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Shane Warne's line against right and left-handers, and Andrew Strauss's control
September 8, 2005
Shane Warne has been the outstanding bowler for Australia in this series, and he proved it again on the first day of the final Ashes Test. Pressed into service before lunch on a first-day pitch, Warne winkled out three wickets in the morning session, and then picked up two more over the course of the day to end with splendid figures of 5 for 118. The highlight of his performance was his control against both left-handers and right-handers. There was no rough on the track yet, but Warne pitched 83 deliveries to the right-handers on or outside leg, and kept the batsmen down to only seven runs, an indication of his class and the batsmen's respect for him.
Warne has contributed 33 out of the 80 wickets taken by Australia in this series - that's more than 41%. And Australia's reliance on him is further highlighted by the fact that Warne has taken the first wicket in England's innings five times out of nine in this series - twice each in the second and fourth Tests, when Glenn McGrath wasn't around - and in the first innings here.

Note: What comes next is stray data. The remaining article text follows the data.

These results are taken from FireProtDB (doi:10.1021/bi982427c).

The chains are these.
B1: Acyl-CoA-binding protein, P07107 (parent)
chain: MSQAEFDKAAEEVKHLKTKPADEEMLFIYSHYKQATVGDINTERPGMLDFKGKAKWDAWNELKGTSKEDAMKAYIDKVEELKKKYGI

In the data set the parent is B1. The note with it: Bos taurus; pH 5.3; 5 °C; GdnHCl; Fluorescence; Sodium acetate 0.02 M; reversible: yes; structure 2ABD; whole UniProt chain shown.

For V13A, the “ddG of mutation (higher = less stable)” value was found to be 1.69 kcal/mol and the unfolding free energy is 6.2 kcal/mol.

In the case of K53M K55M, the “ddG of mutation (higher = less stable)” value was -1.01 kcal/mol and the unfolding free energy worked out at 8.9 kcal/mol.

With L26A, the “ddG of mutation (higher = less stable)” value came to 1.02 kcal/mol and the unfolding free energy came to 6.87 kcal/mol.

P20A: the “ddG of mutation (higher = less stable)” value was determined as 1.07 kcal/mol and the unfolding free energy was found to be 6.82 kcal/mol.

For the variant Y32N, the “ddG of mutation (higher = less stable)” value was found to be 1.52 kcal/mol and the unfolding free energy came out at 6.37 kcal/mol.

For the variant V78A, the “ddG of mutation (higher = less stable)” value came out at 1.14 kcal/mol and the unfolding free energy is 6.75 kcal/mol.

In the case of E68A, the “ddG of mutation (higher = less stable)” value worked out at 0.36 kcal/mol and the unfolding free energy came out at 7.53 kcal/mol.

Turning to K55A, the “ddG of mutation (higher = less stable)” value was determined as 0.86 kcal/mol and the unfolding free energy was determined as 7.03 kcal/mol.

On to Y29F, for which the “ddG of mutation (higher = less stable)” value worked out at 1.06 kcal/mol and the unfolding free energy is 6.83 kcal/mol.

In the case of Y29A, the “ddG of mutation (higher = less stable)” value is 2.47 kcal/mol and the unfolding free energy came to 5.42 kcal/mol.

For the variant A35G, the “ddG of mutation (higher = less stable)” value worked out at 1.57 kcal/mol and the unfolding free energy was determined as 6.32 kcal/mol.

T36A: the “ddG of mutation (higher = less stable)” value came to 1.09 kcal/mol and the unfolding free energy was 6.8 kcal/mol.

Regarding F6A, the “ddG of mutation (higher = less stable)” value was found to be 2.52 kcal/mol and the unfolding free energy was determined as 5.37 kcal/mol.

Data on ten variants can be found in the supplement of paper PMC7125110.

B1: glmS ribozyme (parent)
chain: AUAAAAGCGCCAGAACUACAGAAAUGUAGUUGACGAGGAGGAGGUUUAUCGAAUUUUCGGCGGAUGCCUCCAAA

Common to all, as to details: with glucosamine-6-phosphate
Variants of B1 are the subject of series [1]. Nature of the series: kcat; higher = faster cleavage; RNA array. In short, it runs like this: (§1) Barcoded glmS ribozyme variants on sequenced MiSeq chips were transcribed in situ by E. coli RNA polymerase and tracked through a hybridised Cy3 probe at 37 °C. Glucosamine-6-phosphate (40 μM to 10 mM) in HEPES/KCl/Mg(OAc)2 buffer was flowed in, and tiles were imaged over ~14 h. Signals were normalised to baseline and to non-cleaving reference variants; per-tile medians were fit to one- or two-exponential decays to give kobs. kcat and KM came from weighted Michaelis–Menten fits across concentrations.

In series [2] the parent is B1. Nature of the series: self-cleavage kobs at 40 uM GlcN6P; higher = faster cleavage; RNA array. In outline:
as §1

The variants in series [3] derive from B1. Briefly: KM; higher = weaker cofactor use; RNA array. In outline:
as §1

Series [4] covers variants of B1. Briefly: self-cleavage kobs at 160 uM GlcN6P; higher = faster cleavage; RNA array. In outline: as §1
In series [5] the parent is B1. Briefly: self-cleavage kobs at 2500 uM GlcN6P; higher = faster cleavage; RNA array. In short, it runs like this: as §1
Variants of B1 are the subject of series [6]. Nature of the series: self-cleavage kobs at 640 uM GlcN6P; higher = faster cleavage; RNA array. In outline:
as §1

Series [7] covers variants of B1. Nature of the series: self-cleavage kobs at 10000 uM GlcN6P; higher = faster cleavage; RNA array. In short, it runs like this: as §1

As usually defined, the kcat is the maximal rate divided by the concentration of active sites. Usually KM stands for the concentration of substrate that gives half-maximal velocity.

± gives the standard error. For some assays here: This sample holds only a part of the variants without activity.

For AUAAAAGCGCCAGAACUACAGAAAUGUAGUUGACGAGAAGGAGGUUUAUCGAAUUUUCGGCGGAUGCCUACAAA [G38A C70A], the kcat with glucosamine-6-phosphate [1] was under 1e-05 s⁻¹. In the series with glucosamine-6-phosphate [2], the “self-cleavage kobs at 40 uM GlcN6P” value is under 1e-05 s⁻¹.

If Warne was Australia's hero, then Andrew Strauss ensured that England didn't completely throw away the advantage of batting first. Strauss hasn't had a very happy time of it in the series so far - especially against Warne - but today he went some way towards getting his own back. The stand-out feature of his innings was his assurance at the crease: his in-control factor - that's the number of deliveries middled, left alone, or padded up to - was an impressive 87%. Though he was finally dismissed by Warne, for the fifth time in the series, Strauss handled him with assurance throughout the innings, achieving 90% in-control factor (70 out of 78) against him. In fact, England batted more comfortably throughout the day than the scoreline suggests - their in-control factor against all bowlers was 82.5%, and, quite surprisingly, the bowler they handled most easily was Glenn McGrath, against whom their control factor rose to 87.7%.
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